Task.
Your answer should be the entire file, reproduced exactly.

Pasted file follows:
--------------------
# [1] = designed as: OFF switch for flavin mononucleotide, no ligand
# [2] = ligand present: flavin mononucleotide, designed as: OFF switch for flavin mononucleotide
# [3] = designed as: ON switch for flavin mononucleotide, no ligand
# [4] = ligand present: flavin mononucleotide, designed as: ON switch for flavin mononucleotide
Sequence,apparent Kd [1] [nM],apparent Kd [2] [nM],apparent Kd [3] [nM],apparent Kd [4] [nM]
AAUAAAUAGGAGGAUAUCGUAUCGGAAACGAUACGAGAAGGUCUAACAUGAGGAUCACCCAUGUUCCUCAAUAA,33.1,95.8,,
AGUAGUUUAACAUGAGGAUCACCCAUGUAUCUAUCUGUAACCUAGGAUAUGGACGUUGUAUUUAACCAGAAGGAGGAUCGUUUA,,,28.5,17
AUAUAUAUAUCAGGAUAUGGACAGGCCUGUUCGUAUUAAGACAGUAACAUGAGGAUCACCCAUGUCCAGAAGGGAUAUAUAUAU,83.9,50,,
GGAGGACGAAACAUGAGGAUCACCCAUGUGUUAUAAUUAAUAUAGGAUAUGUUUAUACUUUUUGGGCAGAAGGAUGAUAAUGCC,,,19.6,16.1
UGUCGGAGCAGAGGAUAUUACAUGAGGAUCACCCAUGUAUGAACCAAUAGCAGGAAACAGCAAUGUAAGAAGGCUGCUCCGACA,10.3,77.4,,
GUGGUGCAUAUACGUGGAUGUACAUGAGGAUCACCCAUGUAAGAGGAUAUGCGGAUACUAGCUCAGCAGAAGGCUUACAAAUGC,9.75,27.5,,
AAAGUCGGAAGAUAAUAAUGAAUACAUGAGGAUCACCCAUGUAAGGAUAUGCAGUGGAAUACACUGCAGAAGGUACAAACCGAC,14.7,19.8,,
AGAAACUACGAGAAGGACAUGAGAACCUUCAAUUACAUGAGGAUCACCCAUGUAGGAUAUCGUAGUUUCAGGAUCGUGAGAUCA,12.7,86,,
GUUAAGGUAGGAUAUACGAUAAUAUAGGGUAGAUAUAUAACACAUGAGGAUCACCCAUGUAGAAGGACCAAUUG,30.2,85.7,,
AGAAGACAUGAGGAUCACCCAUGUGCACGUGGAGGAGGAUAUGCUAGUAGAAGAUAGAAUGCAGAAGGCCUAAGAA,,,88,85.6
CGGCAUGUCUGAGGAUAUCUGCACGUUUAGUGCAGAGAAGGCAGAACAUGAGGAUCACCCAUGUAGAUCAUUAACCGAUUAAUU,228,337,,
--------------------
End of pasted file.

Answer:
# [1] = designed as: OFF switch for flavin mononucleotide, no ligand
# [2] = ligand present: flavin mononucleotide, designed as: OFF switch for flavin mononucleotide
# [3] = designed as: ON switch for flavin mononucleotide, no ligand
# [4] = ligand present: flavin mononucleotide, designed as: ON switch for flavin mononucleotide
Sequence,apparent Kd [1] [nM],apparent Kd [2] [nM],apparent Kd [3] [nM],apparent Kd [4] [nM]
AAUAAAUAGGAGGAUAUCGUAUCGGAAACGAUACGAGAAGGUCUAACAUGAGGAUCACCCAUGUUCCUCAAUAA,33.1,95.8,,
AGUAGUUUAACAUGAGGAUCACCCAUGUAUCUAUCUGUAACCUAGGAUAUGGACGUUGUAUUUAACCAGAAGGAGGAUCGUUUA,,,28.5,17
AUAUAUAUAUCAGGAUAUGGACAGGCCUGUUCGUAUUAAGACAGUAACAUGAGGAUCACCCAUGUCCAGAAGGGAUAUAUAUAU,83.9,50,,
GGAGGACGAAACAUGAGGAUCACCCAUGUGUUAUAAUUAAUAUAGGAUAUGUUUAUACUUUUUGGGCAGAAGGAUGAUAAUGCC,,,19.6,16.1
UGUCGGAGCAGAGGAUAUUACAUGAGGAUCACCCAUGUAUGAACCAAUAGCAGGAAACAGCAAUGUAAGAAGGCUGCUCCGACA,10.3,77.4,,
GUGGUGCAUAUACGUGGAUGUACAUGAGGAUCACCCAUGUAAGAGGAUAUGCGGAUACUAGCUCAGCAGAAGGCUUACAAAUGC,9.75,27.5,,
AAAGUCGGAAGAUAAUAAUGAAUACAUGAGGAUCACCCAUGUAAGGAUAUGCAGUGGAAUACACUGCAGAAGGUACAAACCGAC,14.7,19.8,,
AGAAACUACGAGAAGGACAUGAGAACCUUCAAUUACAUGAGGAUCACCCAUGUAGGAUAUCGUAGUUUCAGGAUCGUGAGAUCA,12.7,86,,
GUUAAGGUAGGAUAUACGAUAAUAUAGGGUAGAUAUAUAACACAUGAGGAUCACCCAUGUAGAAGGACCAAUUG,30.2,85.7,,
AGAAGACAUGAGGAUCACCCAUGUGCACGUGGAGGAGGAUAUGCUAGUAGAAGAUAGAAUGCAGAAGGCCUAAGAA,,,88,85.6
CGGCAUGUCUGAGGAUAUCUGCACGUUUAGUGCAGAGAAGGCAGAACAUGAGGAUCACCCAUGUAGAUCAUUAACCGAUUAAUU,228,337,,